Bamberg


BAMBERG

English: Coats of arms of the prince-bishop of...

English: Coats of arms of the prince-bishop of Bamberg (Photo credit: Wikipedia)

Diocese in eastern Franconia in east central Germany and originally in the province of Mainz, though from 1220 it was exempt from the Archbishop’s jurisdiction and came immediately under the Pope.   The city, which now forms a Stadtkreis in the Land of Bayern, stands on the River Regnitz, very near its confluence with the Main.  There is also a Landkreis of Bamberg surrounding the Stadtkreis.

The Church at Bamberg had already been an important missionary church for the conversion of the Slavs for some time when the Emperor Henry II made it into the seat for a new Bishopric in 1007, which he endowed with property and to whose Bishop he gave various comital rights.  The Bishop acquired a princely territory around the city, which, after the extinction of the Counts of Andechs in 1248, extended eastwards along the upper Main.

Bamberg, Cathedral Français : La cathédrale de...

Bamberg, Cathedral Français : La cathédrale de Bamberg. (Photo credit: Wikipedia)

Besides this Franconian district, the Bishop also held lands far away in the eastern Alps.  The town of Villach on the River Drave, together with a nearby district leading to an Alpine pass;  Griffin, west of Gurk;  Wolfsberg in the Lavatal, the valley that linked the valleys of the Mur and the Drave –  all these provided revenues for the distant Prince-Bishop, though in the 16th century the Habsburgs, who held the surrounding Duchy of Carinthia, took over the day-to-day administration.   The Bishop was a member of the Franconian Circle from its creation in 1500.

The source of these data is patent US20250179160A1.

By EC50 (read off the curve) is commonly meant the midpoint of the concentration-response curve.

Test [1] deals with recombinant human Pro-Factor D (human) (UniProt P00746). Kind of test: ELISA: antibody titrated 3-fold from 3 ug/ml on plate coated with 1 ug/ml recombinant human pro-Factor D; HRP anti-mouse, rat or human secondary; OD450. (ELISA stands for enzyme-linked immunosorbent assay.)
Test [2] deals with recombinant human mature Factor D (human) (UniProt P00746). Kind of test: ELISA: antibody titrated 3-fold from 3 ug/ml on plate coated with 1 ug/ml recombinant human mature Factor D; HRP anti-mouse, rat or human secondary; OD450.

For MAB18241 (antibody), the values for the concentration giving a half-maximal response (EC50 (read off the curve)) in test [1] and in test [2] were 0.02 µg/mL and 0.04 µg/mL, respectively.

The lands were secularised in 1802-3 and the Franconian lands were added to Bavaria.   The last Bishop of Bamberg died in 1808, but in the new ecclesiastical order created in 1817, Bamberg became the seat of a new Archbishop, whose province included the dioceses of Würzburg, Eichstätt and Speyer and covered Franconia and the then Bavarian Palatinate.

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  1. Pingback: Coburg | davidseurope

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